The Financial Industry Regulatory Authority (“FINRA”) recently published its 2012 annual regulatory and examination priorities (the “2012 Examination Priorities”) to highlight new and continuing areas of significance to its regulatory programs, including topics of heightened importance to FINRA’s Enforcement Departments. The 2012 Examination Priorities represent risks that FINRA examines both broadly across the membership and in the course of targeted reviews. The 2012 Examination Priorities indicate that FINRA’s examination program is risk-based, in that the scope, content, frequency and nature of each examination will depend on the operational and risk characteristics associated with the respective firm, including the scope and scale of the firm’s operations, the products and services it sells, and the typesof clients or counterparties with which it does business. FINRA recommends that each member consider any issues discussed in the 2012 Examination Priorities that are applicable to the member, and assess whether the member’s internal controls, supervisory systems and risk management practices properly address the matters discussed. Some of the 2012 Examination Priorities include:
- Business Conduct and Sales Practice Concerns for Retail Customers. The 2012 Examination Priorities reflect FINRA concerns regarding the full disclosure of material risks, mispricing and overcharging issues, and the suitability of products for consumers based on those underlying risks. FINRA has specifically identified yield chasing, liquidity, the consistency of investment cash flows with investor needs and transparency regarding cash flows and financial condition of potential investments as specific concerns. The 2012 Examination Priorities also indicate that suitability reviews will retain their importance in 2012, and call attention to the new Suitability Rule (FINRA Rule 2111) and Know Your Customer Rule (FINRA Rule 2090) that become effective on July 9, 2012.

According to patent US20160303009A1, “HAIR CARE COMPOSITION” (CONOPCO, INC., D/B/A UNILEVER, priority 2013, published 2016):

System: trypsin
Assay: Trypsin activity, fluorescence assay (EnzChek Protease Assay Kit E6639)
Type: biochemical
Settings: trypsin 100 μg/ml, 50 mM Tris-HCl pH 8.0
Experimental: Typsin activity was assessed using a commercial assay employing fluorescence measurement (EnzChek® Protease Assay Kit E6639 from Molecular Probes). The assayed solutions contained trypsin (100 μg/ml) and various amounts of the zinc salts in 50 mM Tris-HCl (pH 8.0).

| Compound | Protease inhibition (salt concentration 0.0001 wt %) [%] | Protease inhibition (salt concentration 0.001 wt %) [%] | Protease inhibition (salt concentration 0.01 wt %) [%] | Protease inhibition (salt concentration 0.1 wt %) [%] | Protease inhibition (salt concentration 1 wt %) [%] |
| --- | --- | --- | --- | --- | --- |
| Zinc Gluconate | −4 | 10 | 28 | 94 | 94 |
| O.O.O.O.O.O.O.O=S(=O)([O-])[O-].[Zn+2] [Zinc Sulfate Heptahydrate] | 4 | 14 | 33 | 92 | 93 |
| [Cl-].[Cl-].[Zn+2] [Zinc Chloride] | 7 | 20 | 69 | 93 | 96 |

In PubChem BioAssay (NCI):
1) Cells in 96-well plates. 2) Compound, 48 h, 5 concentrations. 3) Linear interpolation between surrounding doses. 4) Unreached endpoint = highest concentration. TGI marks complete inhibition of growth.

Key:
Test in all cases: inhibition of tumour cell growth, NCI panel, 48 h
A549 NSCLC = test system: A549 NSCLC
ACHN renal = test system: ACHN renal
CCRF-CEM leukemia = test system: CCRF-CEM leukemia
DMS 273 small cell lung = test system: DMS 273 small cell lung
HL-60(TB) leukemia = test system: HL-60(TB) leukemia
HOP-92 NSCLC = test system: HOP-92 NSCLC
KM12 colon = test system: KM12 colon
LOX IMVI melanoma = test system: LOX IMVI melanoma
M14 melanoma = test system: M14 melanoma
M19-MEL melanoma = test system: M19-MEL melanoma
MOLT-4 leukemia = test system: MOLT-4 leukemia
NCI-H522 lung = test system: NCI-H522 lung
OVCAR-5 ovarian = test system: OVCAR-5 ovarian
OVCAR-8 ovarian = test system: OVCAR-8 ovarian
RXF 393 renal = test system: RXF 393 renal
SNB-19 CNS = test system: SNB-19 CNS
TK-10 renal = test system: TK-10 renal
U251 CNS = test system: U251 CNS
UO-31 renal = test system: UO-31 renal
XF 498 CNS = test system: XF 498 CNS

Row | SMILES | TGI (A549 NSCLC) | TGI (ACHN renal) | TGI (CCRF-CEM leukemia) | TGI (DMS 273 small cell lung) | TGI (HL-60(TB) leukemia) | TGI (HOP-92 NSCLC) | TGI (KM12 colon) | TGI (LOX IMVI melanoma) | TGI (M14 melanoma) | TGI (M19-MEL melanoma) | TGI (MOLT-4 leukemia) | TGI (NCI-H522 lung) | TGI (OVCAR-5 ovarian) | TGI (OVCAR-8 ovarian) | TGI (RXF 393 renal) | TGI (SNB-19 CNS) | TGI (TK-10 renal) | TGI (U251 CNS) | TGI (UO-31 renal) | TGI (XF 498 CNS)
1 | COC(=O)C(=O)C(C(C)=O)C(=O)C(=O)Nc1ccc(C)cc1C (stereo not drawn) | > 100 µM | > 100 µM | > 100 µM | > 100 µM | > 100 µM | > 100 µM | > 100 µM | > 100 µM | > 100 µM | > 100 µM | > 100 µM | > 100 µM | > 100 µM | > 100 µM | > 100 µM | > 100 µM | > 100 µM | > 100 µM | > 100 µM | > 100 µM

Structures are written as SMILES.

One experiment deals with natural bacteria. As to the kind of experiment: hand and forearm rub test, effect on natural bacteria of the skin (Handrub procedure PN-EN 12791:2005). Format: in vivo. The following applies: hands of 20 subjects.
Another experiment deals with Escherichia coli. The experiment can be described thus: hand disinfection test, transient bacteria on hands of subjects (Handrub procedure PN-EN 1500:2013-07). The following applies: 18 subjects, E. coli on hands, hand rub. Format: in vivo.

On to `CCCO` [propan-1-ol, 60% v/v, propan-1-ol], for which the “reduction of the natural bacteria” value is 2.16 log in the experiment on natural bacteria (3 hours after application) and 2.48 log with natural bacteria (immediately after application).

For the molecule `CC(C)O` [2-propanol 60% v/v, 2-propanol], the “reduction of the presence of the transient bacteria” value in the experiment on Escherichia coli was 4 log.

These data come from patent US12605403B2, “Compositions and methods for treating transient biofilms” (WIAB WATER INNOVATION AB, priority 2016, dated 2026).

- Private Securities Transactions and Outside Business Activities. FINRA examiners will focus on the private securities transactions of registered representatives and will review firm supervision of private securities transactions and determinations made pursuant to FINRA Rule 3270 regarding outside business activities.
- Integrity of Supervision and Internal Controls. The 2012 Examination Priorities remind each member firm of its obligation to maintain supervisory systems and underlying internal control procedures specifically tailored to its business model, the products and services it sells and the types of clients or counterparties with which it does business, especially for firms that offer higher risk products or services.
- Information Technology and Cyber Security. FINRA continues to be concerned about information technology and cyber security threats, and FINRA recommends that firms reassess their policies and procedures to ensure that they are adequate to protect customer assets from such risks.
- Fees. FINRA remains concerned about firms charging retail investors hidden, mislabeled or excessive fees. FINRA will continue to investigate firms that appear to be taking advantage of investors through fee schemes.
- Branch Office Inspections. FINRA believes that the branch inspection process is a critical component of a comprehensive risk-management program and can help protect investors and the interests of the firm, and FINRA examiners will review a firm’s internal branch office inspection program and also conduct their own branch examinations of the firm’s branch network.
- Social Media and Electronic Communications. Social media remains an important concern to FINRA. The 2012 Examination Priorities remind members that FINRA has consistently maintained that certain core regulatory requirements apply to all communications with the public, irrespective of the medium or device used to communicate.
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